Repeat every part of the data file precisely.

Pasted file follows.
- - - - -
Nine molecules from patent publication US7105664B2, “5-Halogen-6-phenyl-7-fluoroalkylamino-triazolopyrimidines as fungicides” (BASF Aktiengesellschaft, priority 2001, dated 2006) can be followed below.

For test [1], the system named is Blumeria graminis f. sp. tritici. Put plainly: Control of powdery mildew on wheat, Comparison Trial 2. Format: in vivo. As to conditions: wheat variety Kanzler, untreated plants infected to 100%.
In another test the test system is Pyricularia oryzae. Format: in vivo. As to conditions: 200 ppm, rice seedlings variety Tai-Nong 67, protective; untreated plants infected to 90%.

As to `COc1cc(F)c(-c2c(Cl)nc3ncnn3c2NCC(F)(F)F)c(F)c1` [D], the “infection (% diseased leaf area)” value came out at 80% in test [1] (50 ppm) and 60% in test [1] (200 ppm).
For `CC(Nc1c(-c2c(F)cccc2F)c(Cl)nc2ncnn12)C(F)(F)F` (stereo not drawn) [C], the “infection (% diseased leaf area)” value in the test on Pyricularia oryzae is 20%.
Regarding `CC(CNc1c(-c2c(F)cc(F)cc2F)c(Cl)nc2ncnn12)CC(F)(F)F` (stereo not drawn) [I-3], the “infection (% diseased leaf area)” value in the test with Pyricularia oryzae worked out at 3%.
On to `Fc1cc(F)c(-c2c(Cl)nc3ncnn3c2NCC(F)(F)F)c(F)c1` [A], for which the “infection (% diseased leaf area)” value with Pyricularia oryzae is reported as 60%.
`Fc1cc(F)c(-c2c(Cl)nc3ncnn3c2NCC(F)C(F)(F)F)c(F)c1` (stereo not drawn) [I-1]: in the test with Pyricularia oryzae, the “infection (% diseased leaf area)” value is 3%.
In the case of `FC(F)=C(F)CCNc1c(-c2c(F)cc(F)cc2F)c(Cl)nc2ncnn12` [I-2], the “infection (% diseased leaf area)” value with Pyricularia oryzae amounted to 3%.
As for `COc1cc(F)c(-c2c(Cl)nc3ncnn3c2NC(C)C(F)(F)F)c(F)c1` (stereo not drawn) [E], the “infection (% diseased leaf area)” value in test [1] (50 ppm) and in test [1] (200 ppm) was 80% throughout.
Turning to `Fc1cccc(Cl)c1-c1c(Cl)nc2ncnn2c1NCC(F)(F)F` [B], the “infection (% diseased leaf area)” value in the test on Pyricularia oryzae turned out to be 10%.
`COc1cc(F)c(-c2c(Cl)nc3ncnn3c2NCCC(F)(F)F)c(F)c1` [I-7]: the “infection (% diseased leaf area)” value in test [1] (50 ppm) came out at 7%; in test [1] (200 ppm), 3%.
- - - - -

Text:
Nine molecules from patent publication US7105664B2, “5-Halogen-6-phenyl-7-fluoroalkylamino-triazolopyrimidines as fungicides” (BASF Aktiengesellschaft, priority 2001, dated 2006) can be followed below.

For test [1], the system named is Blumeria graminis f. sp. tritici. Put plainly: Control of powdery mildew on wheat, Comparison Trial 2. Format: in vivo. As to conditions: wheat variety Kanzler, untreated plants infected to 100%.
In another test the test system is Pyricularia oryzae. Format: in vivo. As to conditions: 200 ppm, rice seedlings variety Tai-Nong 67, protective; untreated plants infected to 90%.

As to `COc1cc(F)c(-c2c(Cl)nc3ncnn3c2NCC(F)(F)F)c(F)c1` [D], the “infection (% diseased leaf area)” value came out at 80% in test [1] (50 ppm) and 60% in test [1] (200 ppm).
For `CC(Nc1c(-c2c(F)cccc2F)c(Cl)nc2ncnn12)C(F)(F)F` (stereo not drawn) [C], the “infection (% diseased leaf area)” value in the test on Pyricularia oryzae is 20%.
Regarding `CC(CNc1c(-c2c(F)cc(F)cc2F)c(Cl)nc2ncnn12)CC(F)(F)F` (stereo not drawn) [I-3], the “infection (% diseased leaf area)” value in the test with Pyricularia oryzae worked out at 3%.
On to `Fc1cc(F)c(-c2c(Cl)nc3ncnn3c2NCC(F)(F)F)c(F)c1` [A], for which the “infection (% diseased leaf area)” value with Pyricularia oryzae is reported as 60%.
`Fc1cc(F)c(-c2c(Cl)nc3ncnn3c2NCC(F)C(F)(F)F)c(F)c1` (stereo not drawn) [I-1]: in the test with Pyricularia oryzae, the “infection (% diseased leaf area)” value is 3%.
In the case of `FC(F)=C(F)CCNc1c(-c2c(F)cc(F)cc2F)c(Cl)nc2ncnn12` [I-2], the “infection (% diseased leaf area)” value with Pyricularia oryzae amounted to 3%.
As for `COc1cc(F)c(-c2c(Cl)nc3ncnn3c2NC(C)C(F)(F)F)c(F)c1` (stereo not drawn) [E], the “infection (% diseased leaf area)” value in test [1] (50 ppm) and in test [1] (200 ppm) was 80% throughout.
Turning to `Fc1cccc(Cl)c1-c1c(Cl)nc2ncnn2c1NCC(F)(F)F` [B], the “infection (% diseased leaf area)” value in the test on Pyricularia oryzae turned out to be 10%.
`COc1cc(F)c(-c2c(Cl)nc3ncnn3c2NCCC(F)(F)F)c(F)c1` [I-7]: the “infection (% diseased leaf area)” value in test [1] (50 ppm) came out at 7%; in test [1] (200 ppm), 3%.